What makes Kensington and Chelsea special

Friday, August 20, 2010 by Ed Mead

RBKC, only four letters but given they denote an area that contains some of the most expensive real estate on the planet it’s not surprising that people aspire to live here, and that the property market here polarises opinion.

Firstly some facts; if you use May 1995 as a base of 100, as of May 2010 nationally the index had gone to 265, but in RBKC it’s gone to 458. So over the same period property in this sought after location has increased 216% more than the national average. The average property price is c. £870k. (Land Registry)

It’s a huge Borough, from the up and coming, see any number of articles about David Cameron occupying the northern most edges, to international bywords like Harrods and Sloane Square. Indeed you can live close to the Harrow Road and still park free off the King’s Road on the same residents parking permit.

As you move around the Borough you become aware that the word ghetto, although a bit strong, does have currency. Italians love The Kings Road and South Ken, the French around Queen’s Gate, those from the Middle East love Knightsbridge, Hedgies Notting Hill Gate and those looking for the ultimate ego trip simply can’t resist Kensington Palace Gardens where values are fractions of billions, with ¼ £1billion not off the scale impossible. There are plenty of Trophy addresses that offer the buyer instant membership of an exclusive set and trade at prices that make no logical sense. Occasionally you’ll see a single square foot of space selling for over £6000 and I’m not sure anywhere else can quite top that.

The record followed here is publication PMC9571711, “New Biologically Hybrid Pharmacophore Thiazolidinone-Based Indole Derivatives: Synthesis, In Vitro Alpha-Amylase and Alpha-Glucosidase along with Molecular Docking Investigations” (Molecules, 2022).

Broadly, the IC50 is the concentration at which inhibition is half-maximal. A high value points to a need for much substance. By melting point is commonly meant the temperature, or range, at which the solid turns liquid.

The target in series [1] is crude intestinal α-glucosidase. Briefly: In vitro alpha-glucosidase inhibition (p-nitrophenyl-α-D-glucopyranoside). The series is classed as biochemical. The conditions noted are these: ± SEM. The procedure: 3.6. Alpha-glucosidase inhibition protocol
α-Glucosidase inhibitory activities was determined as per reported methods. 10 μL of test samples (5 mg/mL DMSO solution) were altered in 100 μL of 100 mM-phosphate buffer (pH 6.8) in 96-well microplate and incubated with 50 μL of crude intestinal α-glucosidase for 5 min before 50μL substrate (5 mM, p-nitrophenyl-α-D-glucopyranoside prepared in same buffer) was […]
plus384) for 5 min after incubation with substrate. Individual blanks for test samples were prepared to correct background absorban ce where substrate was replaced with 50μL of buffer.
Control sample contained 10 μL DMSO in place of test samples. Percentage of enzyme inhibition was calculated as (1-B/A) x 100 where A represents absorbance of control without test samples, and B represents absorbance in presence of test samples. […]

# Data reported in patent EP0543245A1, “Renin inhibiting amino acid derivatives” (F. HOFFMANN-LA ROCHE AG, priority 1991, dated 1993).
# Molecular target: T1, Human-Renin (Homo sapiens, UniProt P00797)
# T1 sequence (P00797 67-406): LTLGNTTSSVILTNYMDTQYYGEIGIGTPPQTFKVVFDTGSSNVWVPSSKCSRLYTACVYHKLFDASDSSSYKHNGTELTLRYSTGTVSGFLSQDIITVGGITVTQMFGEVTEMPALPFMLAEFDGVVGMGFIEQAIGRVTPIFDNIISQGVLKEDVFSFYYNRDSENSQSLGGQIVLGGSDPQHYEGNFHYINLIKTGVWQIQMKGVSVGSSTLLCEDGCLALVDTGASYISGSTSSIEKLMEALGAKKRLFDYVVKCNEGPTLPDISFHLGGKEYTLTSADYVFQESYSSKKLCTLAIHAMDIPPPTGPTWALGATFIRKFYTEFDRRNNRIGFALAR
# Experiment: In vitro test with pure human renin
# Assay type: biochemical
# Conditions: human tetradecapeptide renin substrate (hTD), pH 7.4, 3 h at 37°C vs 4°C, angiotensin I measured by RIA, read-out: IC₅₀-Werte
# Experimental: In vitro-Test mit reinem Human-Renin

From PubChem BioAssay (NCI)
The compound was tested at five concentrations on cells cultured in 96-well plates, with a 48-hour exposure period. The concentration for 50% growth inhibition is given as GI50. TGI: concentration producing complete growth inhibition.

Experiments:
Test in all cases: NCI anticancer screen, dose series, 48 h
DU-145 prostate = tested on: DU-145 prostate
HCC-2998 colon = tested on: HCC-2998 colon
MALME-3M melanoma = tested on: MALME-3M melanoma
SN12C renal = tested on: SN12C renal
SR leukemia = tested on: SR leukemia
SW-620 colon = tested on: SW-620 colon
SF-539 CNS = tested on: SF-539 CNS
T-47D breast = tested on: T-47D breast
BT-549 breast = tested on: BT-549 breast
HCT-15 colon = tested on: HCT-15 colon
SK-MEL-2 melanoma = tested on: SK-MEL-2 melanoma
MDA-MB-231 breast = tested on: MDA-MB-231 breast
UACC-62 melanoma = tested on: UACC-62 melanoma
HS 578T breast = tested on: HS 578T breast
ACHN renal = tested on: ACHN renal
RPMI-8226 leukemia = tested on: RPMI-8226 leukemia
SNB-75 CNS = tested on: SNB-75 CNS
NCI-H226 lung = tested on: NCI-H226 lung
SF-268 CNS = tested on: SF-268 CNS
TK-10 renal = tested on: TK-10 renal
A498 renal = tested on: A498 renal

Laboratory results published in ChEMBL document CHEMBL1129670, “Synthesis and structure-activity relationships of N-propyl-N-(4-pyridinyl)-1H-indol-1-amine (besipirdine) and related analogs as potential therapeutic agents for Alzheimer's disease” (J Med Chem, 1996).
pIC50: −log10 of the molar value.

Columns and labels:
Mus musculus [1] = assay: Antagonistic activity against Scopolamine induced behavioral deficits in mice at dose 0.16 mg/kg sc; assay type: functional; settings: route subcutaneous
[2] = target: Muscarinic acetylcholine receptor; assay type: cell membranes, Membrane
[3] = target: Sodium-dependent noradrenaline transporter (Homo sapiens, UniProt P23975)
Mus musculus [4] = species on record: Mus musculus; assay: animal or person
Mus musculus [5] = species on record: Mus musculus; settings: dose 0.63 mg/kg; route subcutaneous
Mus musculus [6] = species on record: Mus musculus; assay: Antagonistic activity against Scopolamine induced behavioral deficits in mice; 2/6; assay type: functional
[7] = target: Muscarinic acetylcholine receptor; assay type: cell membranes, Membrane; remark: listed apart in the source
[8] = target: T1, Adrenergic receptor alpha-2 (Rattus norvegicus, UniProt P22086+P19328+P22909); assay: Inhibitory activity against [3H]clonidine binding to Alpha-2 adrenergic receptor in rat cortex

The reasons for this madness are mostly obvious. The Greenwich Meridian is a happy quirk of fate that means anyone wishing to trade 24/7 HAS to live here, and those who move money around dominate the upper echelons of the property market. This becomes more pronounced given that they tend to move more often and thus we see their wealth, and their properties, displayed for all and sundry. Proper old money stays put and is suitably discreet.

London has a well deserved reputation for stability, helped by being an island, and at any one time there is likely to be an area of the World doing well economically. Anyone with money in such a Country is going to be wondering what to do with their money and now we actually have a Government that’s not hell bent of booting out rich foreigners (or rich people at all) they all want to have a gaff in London, and more often than not that means Chelsea. Given that Sterling has been a little punch drunk recently many have also taken advantage creating an even bigger imbalance that’s helped drive many properties back over their 2007/8 peaks.

The need to sell is also less here and that’s evidenced by volumes that are half those at the peak, so although estate agents tend to get on better here than anywhere else in the Country, they’re fighting over a very small and apparently disappearing waterhole.